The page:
In addition, you adulterated penicillin G procaine, tylosin, on-tetracycline, and lincomycin within the meaning of section 501(a)(5) of the Act [21 U.S.C. 351(a)(5)] when you failed to use these drugs in conformance with their approved labeling. "Extralabel use," i.e., the actual or intended use of a drug in an animal in a manner that is not in accordance with the approved labeling, is only permitted if the use is by or on the lawful order of a licensed veterinarian within the context of a valid veterinarian/client/patient relationship. The extralabel use of approved veterinary" or human drugs must comply with sections 512(a)(4) and 512(a)(5) of the Act and 21 CFR 530. Our investigation found that your extralabel use of penicillin G procaine, tylosin, oxytetracycline, and lincomycin failed to comply with these requirements.
For example, you administered the penicillin G procaine without following the dosage level and dosage amount per injection site set forth in the approved labeling, and you did so without the supervision of a licensed veterinarian, in violation of 21 CFR 530.11(a). In addition, you administered tylosin, oxytetracycline, and lincomycin hydrochloride without following the animal class set forth in the approved labeling, and you did so without the supervision of a licensed veterinarian, in violation of 21 CFR 530.11(a). Because your extralabel use of these drugs was not in compliance with 21 CFR 530, your use caused the drugs to be unsafe under section 512(a) of the Act [21 U .S.C. 360b(a)] and your use caused them to be adulterated within the meaning of section 501(a)(5) of the Act [21 U.S.C. 351(a)(5)].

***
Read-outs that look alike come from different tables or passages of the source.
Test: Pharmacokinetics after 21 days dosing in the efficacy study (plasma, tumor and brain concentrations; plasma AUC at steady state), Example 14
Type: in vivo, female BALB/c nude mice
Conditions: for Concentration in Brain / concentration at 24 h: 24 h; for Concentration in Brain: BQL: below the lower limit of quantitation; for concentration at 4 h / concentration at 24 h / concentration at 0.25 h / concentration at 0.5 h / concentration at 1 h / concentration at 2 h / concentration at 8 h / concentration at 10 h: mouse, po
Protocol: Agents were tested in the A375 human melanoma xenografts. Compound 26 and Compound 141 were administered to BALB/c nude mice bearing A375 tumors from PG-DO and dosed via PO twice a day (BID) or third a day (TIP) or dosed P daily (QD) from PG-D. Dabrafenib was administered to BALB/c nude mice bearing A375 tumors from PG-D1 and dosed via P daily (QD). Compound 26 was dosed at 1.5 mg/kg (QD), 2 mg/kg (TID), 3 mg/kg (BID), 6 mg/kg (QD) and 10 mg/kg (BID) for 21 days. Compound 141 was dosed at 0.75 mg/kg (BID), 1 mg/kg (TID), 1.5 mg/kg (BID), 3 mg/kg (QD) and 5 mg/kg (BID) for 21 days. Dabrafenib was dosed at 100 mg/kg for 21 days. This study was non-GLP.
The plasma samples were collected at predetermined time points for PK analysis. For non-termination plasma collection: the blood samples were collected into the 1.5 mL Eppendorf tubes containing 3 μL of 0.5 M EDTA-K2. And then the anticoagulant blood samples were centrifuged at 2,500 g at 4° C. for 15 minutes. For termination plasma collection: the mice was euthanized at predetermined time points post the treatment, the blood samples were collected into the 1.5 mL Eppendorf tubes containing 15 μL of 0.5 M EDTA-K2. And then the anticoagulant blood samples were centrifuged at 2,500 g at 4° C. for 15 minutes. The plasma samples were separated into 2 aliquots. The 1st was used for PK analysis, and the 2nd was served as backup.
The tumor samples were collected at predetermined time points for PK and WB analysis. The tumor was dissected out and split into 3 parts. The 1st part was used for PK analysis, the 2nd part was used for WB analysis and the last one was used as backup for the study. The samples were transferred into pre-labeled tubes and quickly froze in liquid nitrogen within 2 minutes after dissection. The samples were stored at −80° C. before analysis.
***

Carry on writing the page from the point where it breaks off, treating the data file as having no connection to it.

The above is not intended to be an all inclusive list of violations. As a producer of animals offered for use as food, you are responsible for ensuring that your overall operation and the food you distribute are in compliance with the law.
You should take prompt action to correct the above violations and to establish procedures whereby such violations do not recur. Failure to do so may result in regulatory action without further notice such as seizure and/or injunction.
You should notify this office in writing of the steps you have taken to bring your firm into compliance with the law within fifteen (15) working days of receiving this letter. Your response should include each step that has been taken or will be taken to correct the violations and prevent their recurrence. If corrective action cannot be completed within fifteen (15) working days, state the reason for the delay and the time frame within which the corrections Will be completed. Please include copies of any available documentation demonstrating that corrections have been made.
Your written response should be sent to Brian D. Garthwaite, Ph.D., Compliance Officer, at the address located on the letterhead. If you have any questions about this letter, please contact Dr. Garthwaite at (612) 758-7132.
W. Charles Becoat